Speaking at a global climate summit hosted by the United States, Mr. Bolsonaro also vowed that Brazil would become carbon neutral by 2050, a decade earlier than it had previously said it would. The new goal puts it in line with promises that many developed nations have made.

    Ending deforestation by 2030, he claimed, would cut Brazil’s emissions 50 percent. And despite significantly weakening his country’s environmental enforcement agencies during his tenure, Mr. Bolsonaro promised they would be strengthened.

    In 2020, Brazil’s space agency reported that deforestation had surged to its highest levels in 12 years.

    While Mr. Bolsonaro did not explicitly ask on Thursday for funding in return for his promise, in a letter earlier this week he told John Kerry, President Biden’s climate envoy, that Brazil “deserves to be fairly compensated for the Environmental Services its citizens provide for the planet.” He also pointed fingers at more developed countries for decades of burning fossil fuels, noting that Brazil accounts for just 1 percent of global greenhouse gas emissions.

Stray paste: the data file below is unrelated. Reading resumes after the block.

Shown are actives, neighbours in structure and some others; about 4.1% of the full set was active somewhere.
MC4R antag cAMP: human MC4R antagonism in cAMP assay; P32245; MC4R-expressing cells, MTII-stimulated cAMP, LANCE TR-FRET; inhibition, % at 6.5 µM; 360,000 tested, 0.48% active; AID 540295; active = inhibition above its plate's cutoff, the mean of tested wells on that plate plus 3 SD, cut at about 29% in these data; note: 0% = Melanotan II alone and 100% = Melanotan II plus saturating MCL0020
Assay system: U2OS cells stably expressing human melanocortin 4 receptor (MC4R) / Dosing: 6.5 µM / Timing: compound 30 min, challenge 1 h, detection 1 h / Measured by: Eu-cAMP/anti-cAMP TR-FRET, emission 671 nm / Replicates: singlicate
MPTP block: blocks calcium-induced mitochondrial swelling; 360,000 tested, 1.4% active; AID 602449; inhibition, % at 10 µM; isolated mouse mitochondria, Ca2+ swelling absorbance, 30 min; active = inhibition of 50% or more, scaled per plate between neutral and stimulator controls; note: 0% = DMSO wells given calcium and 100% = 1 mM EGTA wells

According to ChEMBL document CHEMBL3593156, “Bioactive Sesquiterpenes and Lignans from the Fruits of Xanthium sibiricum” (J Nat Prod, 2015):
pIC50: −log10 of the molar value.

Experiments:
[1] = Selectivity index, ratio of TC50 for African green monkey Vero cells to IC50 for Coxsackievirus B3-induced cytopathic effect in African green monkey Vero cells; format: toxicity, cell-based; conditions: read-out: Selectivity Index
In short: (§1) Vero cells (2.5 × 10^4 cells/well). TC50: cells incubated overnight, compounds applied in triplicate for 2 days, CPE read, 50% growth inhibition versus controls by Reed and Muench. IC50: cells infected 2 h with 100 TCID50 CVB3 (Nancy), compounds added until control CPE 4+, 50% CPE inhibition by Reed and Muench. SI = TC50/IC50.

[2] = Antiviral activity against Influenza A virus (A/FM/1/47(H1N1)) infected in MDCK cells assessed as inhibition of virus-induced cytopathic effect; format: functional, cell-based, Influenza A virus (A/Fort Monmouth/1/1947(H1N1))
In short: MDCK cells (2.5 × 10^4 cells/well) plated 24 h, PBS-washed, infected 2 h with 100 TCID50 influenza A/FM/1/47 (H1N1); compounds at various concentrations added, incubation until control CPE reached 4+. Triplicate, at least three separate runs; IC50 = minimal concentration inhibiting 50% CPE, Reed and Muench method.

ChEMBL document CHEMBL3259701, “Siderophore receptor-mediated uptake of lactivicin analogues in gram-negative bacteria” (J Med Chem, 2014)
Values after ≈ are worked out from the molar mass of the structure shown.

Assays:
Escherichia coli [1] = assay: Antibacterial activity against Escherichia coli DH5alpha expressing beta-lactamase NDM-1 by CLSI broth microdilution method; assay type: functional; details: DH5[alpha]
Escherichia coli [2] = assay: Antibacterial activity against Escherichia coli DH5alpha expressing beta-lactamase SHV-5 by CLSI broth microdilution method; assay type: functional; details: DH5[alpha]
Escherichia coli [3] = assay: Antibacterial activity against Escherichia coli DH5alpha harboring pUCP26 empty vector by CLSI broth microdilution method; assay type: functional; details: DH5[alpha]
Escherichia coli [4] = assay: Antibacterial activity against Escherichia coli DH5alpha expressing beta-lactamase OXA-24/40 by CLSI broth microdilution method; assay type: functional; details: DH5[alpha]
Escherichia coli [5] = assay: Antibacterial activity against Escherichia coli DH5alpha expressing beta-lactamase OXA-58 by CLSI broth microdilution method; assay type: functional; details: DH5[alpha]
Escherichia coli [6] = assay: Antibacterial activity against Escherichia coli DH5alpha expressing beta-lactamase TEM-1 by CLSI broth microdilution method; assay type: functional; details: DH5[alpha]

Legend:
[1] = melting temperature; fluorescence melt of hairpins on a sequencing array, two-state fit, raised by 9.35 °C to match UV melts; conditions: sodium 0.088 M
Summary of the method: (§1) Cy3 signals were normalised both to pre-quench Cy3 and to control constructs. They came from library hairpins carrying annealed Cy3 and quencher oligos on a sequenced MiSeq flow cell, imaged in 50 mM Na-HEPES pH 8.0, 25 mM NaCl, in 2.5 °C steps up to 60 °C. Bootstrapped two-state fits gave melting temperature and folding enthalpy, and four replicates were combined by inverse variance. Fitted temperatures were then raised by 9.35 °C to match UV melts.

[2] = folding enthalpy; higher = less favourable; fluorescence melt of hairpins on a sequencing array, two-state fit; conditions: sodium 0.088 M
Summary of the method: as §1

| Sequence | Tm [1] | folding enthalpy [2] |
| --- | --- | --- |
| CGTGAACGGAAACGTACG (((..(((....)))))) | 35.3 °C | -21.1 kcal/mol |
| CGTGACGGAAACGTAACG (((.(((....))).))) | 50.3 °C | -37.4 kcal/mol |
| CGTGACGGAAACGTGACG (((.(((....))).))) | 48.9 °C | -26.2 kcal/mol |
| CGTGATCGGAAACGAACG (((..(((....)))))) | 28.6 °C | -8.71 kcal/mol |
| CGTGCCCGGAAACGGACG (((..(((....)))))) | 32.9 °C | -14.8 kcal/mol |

Marcio Astrini, who heads the Climate Observatory, an environmental protection organization in Brazil, cautioned this week that Mr. Bolsonaro “wants new money with no real constraints,” adding, “This is not a trustworthy government.”

    President Vladimir V. Putin of Russia attends the virtual climate summit from Moscow.
    Pool photo by Alexei Druzhinin